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Norway Joins the IAEA’s Member State Support Programme for Nuclear Verification


Per Strand, Director General of the Norwegian Radiation and Nuclear Safety Authority, and Massimo Aparo, Deputy Director General and Head of the IAEA Department of Safeguards, sign the practical arrangements to establish the new Norwegian MSSP.

Norway is the latest IAEA Member State to team up with the Agency’s Department of Safeguards by establishing a Member State Support Programme (MSSP). The partnership, formally signed on 27 September 2023, will see Norway working closely with the IAEA to address challenges and opportunities in the field of nuclear safeguards.

Nuclear safeguards are technical measures, embedded in bilateral agreements between the IAEA and a State, which are implemented by the IAEA to provide the international community with assurances that nuclear material remains in peaceful use.

“By establishing a MSSP, Norway intends to help the IAEA strengthen the Agency’s nuclear verification system,” said Per Strand, Director General of the Norwegian Radiation and Nuclear Safety Authority. “Norway has a long association with the IAEA and was the very first country to have an IAEA safeguards inspection in 1962. I’m delighted that the new MSSP with the IAEA bolsters this long relationship.”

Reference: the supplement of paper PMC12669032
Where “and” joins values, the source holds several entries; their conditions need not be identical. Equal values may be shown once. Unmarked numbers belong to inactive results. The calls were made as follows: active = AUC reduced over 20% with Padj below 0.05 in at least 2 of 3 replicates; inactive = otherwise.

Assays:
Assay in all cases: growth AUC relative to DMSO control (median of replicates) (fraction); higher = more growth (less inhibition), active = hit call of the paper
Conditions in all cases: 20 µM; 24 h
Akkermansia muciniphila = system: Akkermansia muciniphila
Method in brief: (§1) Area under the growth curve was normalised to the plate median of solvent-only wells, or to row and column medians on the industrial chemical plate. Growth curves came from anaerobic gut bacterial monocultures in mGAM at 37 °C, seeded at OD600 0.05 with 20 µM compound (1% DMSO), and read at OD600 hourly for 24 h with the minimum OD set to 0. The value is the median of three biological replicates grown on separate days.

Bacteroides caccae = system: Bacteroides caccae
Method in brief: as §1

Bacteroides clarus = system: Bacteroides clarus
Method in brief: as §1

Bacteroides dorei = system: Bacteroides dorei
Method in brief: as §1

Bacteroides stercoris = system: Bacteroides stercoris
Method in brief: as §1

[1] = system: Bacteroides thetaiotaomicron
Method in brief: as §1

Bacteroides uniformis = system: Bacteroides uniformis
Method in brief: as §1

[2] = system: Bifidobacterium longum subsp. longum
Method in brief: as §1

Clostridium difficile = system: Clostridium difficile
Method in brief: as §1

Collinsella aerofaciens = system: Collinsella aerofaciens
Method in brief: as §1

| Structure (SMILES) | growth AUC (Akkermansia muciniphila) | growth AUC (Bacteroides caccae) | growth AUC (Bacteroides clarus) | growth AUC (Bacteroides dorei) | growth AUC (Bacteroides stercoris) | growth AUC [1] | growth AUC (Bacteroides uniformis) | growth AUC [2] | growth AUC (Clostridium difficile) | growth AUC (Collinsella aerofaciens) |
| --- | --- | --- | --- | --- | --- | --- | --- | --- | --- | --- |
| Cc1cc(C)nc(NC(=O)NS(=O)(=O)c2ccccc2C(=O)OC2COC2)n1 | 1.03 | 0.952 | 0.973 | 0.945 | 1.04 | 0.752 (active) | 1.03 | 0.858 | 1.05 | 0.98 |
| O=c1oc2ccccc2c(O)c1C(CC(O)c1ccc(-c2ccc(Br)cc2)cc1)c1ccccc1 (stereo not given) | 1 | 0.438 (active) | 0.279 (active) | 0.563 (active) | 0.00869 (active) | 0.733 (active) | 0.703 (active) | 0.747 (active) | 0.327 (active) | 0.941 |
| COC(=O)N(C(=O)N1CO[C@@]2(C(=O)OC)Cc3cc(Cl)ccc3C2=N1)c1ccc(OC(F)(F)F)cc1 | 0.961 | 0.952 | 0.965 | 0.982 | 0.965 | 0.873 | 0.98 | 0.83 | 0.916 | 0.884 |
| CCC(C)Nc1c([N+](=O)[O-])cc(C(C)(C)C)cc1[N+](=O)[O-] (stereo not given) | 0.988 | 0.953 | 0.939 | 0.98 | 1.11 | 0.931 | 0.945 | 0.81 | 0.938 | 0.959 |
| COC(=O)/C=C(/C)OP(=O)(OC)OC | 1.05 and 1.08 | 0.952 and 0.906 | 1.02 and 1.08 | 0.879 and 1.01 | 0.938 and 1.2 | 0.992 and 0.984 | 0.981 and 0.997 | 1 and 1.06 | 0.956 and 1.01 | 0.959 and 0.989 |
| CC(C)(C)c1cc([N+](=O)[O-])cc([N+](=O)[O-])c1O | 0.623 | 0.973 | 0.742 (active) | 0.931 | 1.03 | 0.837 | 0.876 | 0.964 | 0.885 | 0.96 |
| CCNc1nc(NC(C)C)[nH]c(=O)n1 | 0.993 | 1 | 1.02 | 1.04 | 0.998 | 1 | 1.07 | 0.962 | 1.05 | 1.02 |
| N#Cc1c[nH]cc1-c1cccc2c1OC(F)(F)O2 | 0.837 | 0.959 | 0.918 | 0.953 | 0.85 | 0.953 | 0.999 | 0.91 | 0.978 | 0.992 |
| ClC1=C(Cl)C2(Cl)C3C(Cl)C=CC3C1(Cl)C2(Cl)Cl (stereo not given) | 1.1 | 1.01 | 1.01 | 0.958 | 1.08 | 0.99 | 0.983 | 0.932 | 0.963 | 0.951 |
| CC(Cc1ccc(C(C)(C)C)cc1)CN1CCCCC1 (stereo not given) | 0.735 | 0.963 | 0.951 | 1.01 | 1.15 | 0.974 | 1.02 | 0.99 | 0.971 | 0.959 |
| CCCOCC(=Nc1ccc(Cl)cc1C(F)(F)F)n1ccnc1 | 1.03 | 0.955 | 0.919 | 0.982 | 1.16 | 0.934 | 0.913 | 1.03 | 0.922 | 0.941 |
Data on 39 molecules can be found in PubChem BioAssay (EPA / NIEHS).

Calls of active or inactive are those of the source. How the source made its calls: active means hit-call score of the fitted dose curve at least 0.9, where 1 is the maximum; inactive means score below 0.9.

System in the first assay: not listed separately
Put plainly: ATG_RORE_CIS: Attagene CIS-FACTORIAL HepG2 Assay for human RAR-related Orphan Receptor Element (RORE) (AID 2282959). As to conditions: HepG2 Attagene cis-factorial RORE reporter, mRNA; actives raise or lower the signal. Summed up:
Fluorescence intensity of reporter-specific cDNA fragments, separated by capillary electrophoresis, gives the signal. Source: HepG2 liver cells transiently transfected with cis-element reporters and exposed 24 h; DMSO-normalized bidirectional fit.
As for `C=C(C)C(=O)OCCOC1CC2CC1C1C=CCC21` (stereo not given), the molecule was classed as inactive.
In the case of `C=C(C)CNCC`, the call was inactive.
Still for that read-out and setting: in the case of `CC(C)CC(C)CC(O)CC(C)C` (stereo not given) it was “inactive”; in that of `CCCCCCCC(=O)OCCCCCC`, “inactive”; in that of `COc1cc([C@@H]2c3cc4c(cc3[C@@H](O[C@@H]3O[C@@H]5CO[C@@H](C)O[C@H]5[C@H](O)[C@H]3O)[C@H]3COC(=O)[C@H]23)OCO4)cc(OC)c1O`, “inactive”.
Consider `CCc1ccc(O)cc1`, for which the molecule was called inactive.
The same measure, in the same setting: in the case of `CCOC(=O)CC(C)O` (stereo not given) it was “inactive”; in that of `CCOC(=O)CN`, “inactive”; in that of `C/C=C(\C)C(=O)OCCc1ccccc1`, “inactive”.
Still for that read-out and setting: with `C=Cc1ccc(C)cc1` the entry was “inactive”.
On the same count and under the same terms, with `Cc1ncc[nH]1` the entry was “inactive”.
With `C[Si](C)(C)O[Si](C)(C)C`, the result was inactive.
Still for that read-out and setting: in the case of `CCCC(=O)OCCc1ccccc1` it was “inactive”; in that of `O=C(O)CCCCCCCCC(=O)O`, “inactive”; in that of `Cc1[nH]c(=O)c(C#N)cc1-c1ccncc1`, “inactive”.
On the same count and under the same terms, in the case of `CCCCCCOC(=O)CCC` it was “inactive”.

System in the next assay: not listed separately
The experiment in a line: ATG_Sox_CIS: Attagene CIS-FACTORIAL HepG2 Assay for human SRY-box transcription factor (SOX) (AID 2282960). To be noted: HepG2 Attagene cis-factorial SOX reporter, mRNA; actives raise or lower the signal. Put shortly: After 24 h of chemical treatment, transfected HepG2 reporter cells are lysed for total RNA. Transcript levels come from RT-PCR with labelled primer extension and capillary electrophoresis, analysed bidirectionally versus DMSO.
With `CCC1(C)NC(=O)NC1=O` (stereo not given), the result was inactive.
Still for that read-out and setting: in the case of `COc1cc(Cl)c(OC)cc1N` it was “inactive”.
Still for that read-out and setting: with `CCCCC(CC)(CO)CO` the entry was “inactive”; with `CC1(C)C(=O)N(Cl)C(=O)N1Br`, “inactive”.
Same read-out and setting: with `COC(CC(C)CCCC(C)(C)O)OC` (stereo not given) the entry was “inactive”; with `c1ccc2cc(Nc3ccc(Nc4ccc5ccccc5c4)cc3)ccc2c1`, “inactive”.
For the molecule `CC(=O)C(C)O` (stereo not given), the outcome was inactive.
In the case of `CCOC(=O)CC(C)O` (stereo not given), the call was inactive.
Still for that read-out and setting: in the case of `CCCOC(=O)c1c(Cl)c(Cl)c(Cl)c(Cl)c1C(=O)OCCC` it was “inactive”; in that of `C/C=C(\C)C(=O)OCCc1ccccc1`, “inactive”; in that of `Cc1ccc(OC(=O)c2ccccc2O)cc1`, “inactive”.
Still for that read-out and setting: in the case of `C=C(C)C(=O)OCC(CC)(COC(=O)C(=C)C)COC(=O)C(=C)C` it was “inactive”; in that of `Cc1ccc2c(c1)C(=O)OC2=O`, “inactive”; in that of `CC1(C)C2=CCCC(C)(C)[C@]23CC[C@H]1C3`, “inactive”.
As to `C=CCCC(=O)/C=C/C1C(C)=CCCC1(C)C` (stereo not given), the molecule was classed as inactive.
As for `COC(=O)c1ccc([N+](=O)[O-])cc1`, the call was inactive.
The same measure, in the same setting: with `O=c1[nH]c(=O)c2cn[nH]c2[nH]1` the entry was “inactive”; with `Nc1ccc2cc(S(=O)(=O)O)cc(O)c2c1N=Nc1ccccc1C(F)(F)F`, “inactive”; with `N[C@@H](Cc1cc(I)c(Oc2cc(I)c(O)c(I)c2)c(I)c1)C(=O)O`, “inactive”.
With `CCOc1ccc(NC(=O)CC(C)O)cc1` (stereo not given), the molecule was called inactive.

MSSPs extend support to the IAEA in various forms, including knowledge exchange, technology transfer, expert collaboration and financial support. These efforts collectively assist the IAEA in its mission to verify the peaceful use of nuclear materials while staying at the forefront of advancements in nuclear technology.

“MSSPs are one of the primary ways States can help strengthen the effectiveness and efficiency of Agency safeguards,” said Massimo Aparo, Deputy Director General and Head of the Department of Safeguards.   “By leveraging the impressive array of expertise and talent from Norway, I am confident we can accomplish great things together.”

The establishment of Norway's MSSP marks a significant addition to the network of active support programmes across the world, which has now reached 24. This partnership will allow the IAEA to work closely with Norway on a range of projects including advancing safeguards by design for new or modified facilities; training of IAEA safeguards inspectors; and developing and testing new spent fuel measurement methods. 

"Norway recognizes the paramount importance of the IAEA maintaining the highest standards in international nuclear safeguards,” said Susan Eckey, Permanent Representative of Norway to the International Organizations in Vienna. “By joining the IAEA's Member State Support Programme, we aim to contribute to global efforts in this critical area. This partnership underscores our dedication to verifying the peaceful use of nuclear material worldwide.”

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